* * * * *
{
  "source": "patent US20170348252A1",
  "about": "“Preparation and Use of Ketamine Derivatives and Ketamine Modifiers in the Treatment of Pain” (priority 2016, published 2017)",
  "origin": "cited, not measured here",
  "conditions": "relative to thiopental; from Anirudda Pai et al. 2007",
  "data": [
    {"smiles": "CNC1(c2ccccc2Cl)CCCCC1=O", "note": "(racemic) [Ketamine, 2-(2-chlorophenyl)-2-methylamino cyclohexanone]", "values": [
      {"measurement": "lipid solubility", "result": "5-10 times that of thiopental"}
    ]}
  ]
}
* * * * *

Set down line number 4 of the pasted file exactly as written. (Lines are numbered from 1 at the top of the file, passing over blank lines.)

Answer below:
  "origin": "cited, not measured here",